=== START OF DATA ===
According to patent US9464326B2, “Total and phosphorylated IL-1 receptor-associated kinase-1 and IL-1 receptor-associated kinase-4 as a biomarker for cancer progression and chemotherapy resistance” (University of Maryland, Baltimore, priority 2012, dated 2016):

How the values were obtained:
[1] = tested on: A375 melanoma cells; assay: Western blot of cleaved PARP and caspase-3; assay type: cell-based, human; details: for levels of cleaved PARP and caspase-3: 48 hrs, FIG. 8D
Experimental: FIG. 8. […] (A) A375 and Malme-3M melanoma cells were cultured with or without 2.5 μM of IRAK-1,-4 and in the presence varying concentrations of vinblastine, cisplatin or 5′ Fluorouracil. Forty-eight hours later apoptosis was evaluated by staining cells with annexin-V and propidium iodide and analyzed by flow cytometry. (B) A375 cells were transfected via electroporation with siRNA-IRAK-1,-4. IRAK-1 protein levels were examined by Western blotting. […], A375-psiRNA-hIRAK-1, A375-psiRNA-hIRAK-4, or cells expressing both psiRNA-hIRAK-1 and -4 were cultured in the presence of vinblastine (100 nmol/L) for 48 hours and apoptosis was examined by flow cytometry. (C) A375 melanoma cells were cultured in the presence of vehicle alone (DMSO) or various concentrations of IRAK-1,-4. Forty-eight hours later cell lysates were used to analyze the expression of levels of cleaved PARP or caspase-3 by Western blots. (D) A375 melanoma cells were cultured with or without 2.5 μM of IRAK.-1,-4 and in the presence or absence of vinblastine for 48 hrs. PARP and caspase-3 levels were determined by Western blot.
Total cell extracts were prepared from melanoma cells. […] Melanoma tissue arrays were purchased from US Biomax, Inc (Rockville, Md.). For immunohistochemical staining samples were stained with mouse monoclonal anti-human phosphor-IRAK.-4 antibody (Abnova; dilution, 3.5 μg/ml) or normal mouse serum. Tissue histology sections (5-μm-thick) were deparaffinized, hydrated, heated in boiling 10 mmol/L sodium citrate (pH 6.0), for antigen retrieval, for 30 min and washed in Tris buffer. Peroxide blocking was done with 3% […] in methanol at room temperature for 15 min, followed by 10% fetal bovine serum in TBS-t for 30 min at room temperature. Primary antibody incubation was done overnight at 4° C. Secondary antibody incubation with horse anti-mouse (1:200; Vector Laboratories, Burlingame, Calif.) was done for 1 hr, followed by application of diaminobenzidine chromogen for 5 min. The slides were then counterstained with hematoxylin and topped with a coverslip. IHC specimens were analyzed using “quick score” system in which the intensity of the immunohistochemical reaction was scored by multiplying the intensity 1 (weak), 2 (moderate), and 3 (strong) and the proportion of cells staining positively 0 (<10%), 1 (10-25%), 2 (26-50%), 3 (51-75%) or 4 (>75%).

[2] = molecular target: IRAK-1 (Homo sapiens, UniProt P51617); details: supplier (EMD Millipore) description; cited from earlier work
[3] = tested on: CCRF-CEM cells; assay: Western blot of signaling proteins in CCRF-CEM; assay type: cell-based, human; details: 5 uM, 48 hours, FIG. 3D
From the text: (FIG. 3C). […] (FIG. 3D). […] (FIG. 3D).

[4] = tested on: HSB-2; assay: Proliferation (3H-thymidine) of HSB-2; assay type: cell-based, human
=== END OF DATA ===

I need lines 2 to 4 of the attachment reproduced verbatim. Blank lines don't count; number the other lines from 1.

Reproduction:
How the values were obtained:
[1] = tested on: A375 melanoma cells; assay: Western blot of cleaved PARP and caspase-3; assay type: cell-based, human; details: for levels of cleaved PARP and caspase-3: 48 hrs, FIG. 8D
Experimental: FIG. 8. […] (A) A375 and Malme-3M melanoma cells were cultured with or without 2.5 μM of IRAK-1,-4 and in the presence varying concentrations of vinblastine, cisplatin or 5′ Fluorouracil. Forty-eight hours later apoptosis was evaluated by staining cells with annexin-V and propidium iodide and analyzed by flow cytometry. (B) A375 cells were transfected via electroporation with siRNA-IRAK-1,-4. IRAK-1 protein levels were examined by Western blotting. […], A375-psiRNA-hIRAK-1, A375-psiRNA-hIRAK-4, or cells expressing both psiRNA-hIRAK-1 and -4 were cultured in the presence of vinblastine (100 nmol/L) for 48 hours and apoptosis was examined by flow cytometry. (C) A375 melanoma cells were cultured in the presence of vehicle alone (DMSO) or various concentrations of IRAK-1,-4. Forty-eight hours later cell lysates were used to analyze the expression of levels of cleaved PARP or caspase-3 by Western blots. (D) A375 melanoma cells were cultured with or without 2.5 μM of IRAK.-1,-4 and in the presence or absence of vinblastine for 48 hrs. PARP and caspase-3 levels were determined by Western blot.